Living in a T.S. Eliot Poem

April is for Lilly, Dolly, Jolly and some foolsphoto © 2008 Challiyil Eswaramangalath Vipin | more info (via: Wylio)


Some days, I think I live next door to J. Alfred Prufrock and Sweeney and Madame Sosostris. In the depths of a T.S. Eliot poem, I make my bed, turn on the stairs, and ponder when the season will be right for eating peaches. As an English grad student, I ventured into the an Eliot class, unassuming and ignorant of the majority of his writings. Sure, I knew Prufrock and the Magi and the first several lines of The Waste Land:

April is the cruelest month, breeding

Lilacs out of the dead land, mixing

Memory and desire, stirring

Dull roots with spring rain,

Winter kept us warm, covering

Earth in forgetful snow—The Waste Land


But, I never understood why “April is the cruellest month.”

What could be so horrid about Spring in bloom, the budding of fruit trees, the dormant tulips and daffodils pushing their way through the loamy earth? The thrust of new life coming forth, but how is this cruel? Spring is the most violent time of year, particularly April. As the rain showers nourish the seeds, the sprouts launch forth from the earth like rockets, leaving a path of destruction. Granted, the violence of Spring is so small that we hardly notice it. But it is there.

Spring reveals the truth that winter sought to hide.

Buried and forgotten, Spring brings to light truth in nature and sometimes our lives too. But truth can be just as sinister and violent as Spring. Truth doesn’t always reside in the flowerbeds of life, but lurks deep in some of the foulest, murkiest places. Just waiting for a chance to rise to the top, and wreck havoc, violence just like Spring waits quietly underneath “forgetful snow.”


So, why do we associate Spring and truth with non-violence and beauty?



Women Writing Well



Today’s post is my first vlog attempt. Please be kind!

I mentioned several books that you may want to add to your collection. So, here are the necessary links to Amazon so you can purchase copies for yourself.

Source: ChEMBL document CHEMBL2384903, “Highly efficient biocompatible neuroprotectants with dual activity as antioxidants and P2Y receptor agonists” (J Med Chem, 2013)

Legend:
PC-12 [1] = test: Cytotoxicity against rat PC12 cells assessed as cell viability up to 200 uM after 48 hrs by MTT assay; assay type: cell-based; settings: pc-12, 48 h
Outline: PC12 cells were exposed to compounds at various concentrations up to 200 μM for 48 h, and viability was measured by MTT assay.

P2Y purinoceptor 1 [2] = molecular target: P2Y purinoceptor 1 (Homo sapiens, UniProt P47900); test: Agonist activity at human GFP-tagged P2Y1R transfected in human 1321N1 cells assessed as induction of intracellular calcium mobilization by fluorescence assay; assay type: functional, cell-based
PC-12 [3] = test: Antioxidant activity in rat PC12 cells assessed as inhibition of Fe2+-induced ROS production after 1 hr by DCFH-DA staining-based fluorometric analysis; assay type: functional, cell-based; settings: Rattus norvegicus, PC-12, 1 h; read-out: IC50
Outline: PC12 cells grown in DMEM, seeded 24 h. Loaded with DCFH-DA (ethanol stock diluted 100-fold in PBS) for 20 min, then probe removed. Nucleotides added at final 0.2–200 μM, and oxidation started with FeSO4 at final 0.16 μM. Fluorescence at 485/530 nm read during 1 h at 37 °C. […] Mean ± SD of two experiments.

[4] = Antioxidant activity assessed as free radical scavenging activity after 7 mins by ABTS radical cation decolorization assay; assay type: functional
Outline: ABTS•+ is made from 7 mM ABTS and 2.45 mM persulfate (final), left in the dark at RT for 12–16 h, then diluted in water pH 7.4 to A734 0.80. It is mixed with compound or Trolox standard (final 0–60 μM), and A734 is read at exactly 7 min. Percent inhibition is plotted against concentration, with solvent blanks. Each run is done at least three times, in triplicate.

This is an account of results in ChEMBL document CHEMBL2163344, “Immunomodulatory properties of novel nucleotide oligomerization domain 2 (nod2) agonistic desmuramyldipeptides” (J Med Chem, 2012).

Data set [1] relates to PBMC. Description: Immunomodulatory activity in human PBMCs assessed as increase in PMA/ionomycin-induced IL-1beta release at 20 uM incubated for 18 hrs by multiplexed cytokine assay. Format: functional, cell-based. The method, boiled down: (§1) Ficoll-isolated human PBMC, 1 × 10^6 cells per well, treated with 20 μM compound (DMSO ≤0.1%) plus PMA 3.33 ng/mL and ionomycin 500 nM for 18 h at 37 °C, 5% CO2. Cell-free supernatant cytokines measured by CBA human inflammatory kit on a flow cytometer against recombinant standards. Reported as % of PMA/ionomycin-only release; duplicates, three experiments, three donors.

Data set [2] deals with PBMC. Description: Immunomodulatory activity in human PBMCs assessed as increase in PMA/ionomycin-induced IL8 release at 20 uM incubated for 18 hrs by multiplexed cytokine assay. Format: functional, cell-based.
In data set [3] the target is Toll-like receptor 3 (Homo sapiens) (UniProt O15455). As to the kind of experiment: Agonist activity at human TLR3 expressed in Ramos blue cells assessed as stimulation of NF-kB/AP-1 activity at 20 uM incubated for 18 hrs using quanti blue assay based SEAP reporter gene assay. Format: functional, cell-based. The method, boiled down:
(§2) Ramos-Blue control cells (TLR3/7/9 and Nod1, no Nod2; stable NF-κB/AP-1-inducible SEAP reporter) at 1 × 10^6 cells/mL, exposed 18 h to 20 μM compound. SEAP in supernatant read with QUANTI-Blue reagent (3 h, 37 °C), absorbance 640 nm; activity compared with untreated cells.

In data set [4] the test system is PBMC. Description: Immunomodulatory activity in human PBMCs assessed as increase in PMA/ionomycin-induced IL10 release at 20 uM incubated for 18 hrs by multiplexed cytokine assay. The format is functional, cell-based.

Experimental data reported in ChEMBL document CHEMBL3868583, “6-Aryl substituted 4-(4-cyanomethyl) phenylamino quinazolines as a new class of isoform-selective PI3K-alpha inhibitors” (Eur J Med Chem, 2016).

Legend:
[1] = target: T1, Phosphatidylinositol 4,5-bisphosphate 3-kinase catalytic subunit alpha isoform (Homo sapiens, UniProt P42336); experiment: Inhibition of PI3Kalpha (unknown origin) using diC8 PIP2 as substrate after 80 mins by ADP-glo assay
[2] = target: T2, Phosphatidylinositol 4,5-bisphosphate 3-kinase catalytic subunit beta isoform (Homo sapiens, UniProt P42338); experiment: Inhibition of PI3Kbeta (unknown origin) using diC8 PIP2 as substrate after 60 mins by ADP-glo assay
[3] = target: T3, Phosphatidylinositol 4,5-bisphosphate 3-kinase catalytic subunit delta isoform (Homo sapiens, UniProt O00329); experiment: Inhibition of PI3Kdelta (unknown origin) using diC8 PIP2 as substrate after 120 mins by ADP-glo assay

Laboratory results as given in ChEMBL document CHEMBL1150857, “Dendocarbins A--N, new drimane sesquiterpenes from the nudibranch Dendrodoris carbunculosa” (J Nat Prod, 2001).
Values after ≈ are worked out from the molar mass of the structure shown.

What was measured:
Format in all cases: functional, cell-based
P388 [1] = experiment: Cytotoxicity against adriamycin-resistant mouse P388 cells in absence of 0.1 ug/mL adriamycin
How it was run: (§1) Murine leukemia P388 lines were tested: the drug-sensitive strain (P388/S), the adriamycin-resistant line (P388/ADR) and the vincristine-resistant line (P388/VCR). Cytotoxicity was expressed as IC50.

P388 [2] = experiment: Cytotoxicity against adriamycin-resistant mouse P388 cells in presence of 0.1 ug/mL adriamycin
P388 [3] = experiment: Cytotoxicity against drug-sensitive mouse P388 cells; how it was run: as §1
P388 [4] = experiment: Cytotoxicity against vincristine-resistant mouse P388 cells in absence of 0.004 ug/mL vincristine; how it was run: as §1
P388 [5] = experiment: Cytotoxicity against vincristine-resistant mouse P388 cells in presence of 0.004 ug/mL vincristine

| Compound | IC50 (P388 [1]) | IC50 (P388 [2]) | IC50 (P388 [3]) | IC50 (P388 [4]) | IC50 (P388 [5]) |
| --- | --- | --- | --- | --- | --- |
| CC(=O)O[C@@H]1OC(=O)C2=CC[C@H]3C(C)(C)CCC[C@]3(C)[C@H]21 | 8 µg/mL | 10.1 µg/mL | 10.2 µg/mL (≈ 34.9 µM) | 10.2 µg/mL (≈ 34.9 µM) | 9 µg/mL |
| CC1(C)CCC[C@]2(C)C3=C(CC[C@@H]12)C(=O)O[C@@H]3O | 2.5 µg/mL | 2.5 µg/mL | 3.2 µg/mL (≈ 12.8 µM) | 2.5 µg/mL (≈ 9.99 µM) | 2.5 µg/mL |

Sandra Bost’s book Massanutten Mansion

Rachel Held Evans’s book Evolving in Monkeytown

Anne Jackson’s book Permission to Speak Freely

Building a Better Story

Every December, some Facebook application comes out with the “my year in status updates.” The year of 2010 narrated by me…I wrote each status, posted it daily or even hourly…the story of my year compressed into one image.

After reading Donald Miller’s book “A Million Miles in a Thousand Years,” I find myself drawn to the concept of story—what makes a good story, who is telling a good story, how does a story become better. Like any piece of writing, story must be pruned, edited, chosen purposefully what elements remain within the construct of story. And story is individual, unique to each of us…we can’t simply pattern out story after anyone else’s and hope for the best. But story is still an abstract idea. Sure, it sounds wonderfully uplifting to choose a better story, making each scene of our life better than the last scene, culminating with a grand entrance into that “unknown country.” Putting flesh and bone to the abstract concept of story is much harder.

Growing up in church, I learned that if one opportunity or thing I wanted didn’t work out that God had something so much better for me, something more exciting than I could dream up. For years, this was my comfort—when I didn’t get the job I wanted, when I didn’t get what I had prayed for etc. Something better was always around the next corner. But what if it is not? What if there is simply just routine around the next bend in the road? No new job opportunities, no new exciting whatever…would we still be content if God chose a story for us that rested solely in the mundane?

As Americans, more than likely not. We want more exciting lives, constantly grasping for what is better and seemingly out of reach. We convince ourselves that God ‘s plans always include breaking away from the routine of life—eating, sleeping, basically daily living. What if building a better story isn’t all about choosing more exciting actions or scenes or opportunities. What if building a better story rests in the moments when we are thankful for the mundaneness of our lives, for the moments of waiting, for the moment when we keep our hands open rather than grasping for new things.

Question: How do we build a better story?

What Are You Reading Wednesday?

Books of the Pastphoto © 2007 Lin Kristensen | more info (via: Wylio)

Sitting in my comfy blue recliner, sipping the lovely creamer rich coffee, reflecting upon the upcoming day–I have become more enamored with the quiet stillness of mornings. Chilly mornings always make me thankful for a warm bed and even more thankful for a large mug of coffee. For me, cold fall and winter mornings should be best spent snuggled up in a thick blanket, sipping coffee, and reading.

Today, I am reading Mary DeMuth’s book Thin Places. So far, her words are healing, beautiful, and filled with blessings.

Question: What are you reading today?

For Those Days….

We have all had one of those days! At some point, we need to laugh, cry, think, or just simply stay in our pajamas all day, drinking coffee, and reading a novel…